Computers and Electronics in Agriculture | Year: 2012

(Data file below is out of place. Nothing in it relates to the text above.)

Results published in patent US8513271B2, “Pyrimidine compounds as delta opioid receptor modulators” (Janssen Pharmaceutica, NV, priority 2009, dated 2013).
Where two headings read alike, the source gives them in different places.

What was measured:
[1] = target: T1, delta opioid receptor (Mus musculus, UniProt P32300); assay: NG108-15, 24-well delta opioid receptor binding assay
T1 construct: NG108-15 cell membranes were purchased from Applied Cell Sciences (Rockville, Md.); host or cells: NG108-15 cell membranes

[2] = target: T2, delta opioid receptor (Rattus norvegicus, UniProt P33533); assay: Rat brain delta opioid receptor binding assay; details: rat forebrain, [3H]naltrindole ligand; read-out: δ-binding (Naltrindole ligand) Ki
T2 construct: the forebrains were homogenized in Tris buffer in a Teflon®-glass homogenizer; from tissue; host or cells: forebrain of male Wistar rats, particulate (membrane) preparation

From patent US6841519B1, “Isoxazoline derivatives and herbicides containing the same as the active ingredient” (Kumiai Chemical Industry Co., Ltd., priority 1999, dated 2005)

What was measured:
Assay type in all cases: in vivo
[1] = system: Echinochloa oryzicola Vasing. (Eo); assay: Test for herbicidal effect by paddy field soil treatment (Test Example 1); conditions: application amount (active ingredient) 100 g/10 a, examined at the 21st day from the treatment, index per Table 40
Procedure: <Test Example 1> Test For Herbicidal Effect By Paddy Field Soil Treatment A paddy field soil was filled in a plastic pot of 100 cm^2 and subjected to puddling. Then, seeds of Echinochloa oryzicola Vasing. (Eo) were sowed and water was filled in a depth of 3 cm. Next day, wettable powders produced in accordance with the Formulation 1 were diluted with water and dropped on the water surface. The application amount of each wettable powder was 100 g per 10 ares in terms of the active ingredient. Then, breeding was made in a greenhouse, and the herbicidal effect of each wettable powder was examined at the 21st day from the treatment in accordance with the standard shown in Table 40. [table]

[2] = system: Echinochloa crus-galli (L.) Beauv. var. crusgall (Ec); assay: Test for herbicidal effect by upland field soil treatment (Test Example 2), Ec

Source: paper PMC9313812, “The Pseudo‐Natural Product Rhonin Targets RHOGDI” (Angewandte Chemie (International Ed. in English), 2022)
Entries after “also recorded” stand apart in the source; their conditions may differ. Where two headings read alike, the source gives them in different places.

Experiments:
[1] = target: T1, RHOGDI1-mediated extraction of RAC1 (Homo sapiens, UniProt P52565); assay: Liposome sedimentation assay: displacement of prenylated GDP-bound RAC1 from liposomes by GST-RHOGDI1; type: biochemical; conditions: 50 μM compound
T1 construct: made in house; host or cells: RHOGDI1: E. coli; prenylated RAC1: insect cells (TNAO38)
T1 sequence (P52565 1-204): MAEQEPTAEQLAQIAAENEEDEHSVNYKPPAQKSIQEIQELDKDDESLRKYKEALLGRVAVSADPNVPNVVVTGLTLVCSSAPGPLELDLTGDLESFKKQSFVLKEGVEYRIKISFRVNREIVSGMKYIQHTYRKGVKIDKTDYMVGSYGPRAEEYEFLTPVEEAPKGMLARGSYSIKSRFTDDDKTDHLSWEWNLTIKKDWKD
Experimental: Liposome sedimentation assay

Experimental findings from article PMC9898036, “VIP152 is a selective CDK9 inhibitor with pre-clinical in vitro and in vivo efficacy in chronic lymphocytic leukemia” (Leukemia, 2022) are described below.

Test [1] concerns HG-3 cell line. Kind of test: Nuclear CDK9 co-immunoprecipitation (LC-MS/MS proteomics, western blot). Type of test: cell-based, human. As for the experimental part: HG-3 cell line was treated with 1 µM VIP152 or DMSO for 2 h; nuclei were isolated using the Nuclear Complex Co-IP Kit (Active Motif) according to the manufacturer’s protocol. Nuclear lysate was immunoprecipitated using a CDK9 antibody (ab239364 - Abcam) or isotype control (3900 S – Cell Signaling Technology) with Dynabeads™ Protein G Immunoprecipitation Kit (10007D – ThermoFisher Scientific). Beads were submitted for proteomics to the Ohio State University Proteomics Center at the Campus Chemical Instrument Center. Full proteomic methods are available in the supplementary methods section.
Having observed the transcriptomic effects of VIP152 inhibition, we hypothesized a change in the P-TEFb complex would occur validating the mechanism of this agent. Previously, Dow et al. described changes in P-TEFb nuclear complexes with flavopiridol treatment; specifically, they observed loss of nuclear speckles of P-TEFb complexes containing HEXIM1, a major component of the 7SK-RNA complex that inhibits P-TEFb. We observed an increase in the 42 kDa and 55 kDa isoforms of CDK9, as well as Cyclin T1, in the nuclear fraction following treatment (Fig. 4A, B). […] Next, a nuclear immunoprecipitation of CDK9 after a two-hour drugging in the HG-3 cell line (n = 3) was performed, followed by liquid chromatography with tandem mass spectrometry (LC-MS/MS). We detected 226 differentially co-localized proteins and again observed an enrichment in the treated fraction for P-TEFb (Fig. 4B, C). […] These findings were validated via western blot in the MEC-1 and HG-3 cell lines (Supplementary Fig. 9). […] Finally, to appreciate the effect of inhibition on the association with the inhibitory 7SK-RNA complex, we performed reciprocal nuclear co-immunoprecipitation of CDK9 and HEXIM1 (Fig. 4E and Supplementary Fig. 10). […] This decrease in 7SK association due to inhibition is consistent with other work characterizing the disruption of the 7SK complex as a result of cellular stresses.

Meeting the demand for more food in the next 20-30years requires intensifying cereal cropping systems and increasing current yields to about 70-80% of the genetic yield potential. A dynamic and robust nutrient management approach such as site-specific nutrient management (SSNM) will be essential to increase yields and optimize profits while maintaining the productivity of these intensive cropping systems. SSNM has increased yield and profit in rice, maize, and wheat in major cropping systems in Asia; but, crop advisors have found it complex and difficult to implement in the field. Nutrient Expert (NE) was developed to provide crop advisors with a simpler and faster way to use SSNM. NE enables crop advisors to develop SSNM recommendations using existing site information. Nutrient Expert for Hybrid Maize (NEHM) increased yield and profit of farmers in Indonesia and the Philippines. In Indonesia, NEHM increased yield by 0.9tha -1, which increased profit by US$ 270ha -1 over farmer's fertilizer practice (FFP). Compared with FFP, NEHM recommendations reduced fertilizer P (-4kgha -1), increased fertilizer K (+11kgha -1), and did not significantly change fertilizer N. In the Philippines, NEHM increased yield by 1.6tha -1 and profit by US$ 379ha -1 compared with FFP. Compared with FFP, NEHM gave higher rates of all three nutrients (+25kgNha -1, +4kgPha -1, and +11kgKha -1), which substantially increased fertilizer costs (US$ 64ha -1) but still increased profit by about six times the additional investment in fertilizer. NE accounts for the important factors affecting site-specific recommendations, which makes it a suitable starting point for developing nutrient management tools to reach more users. © 2012 Elsevier B.V.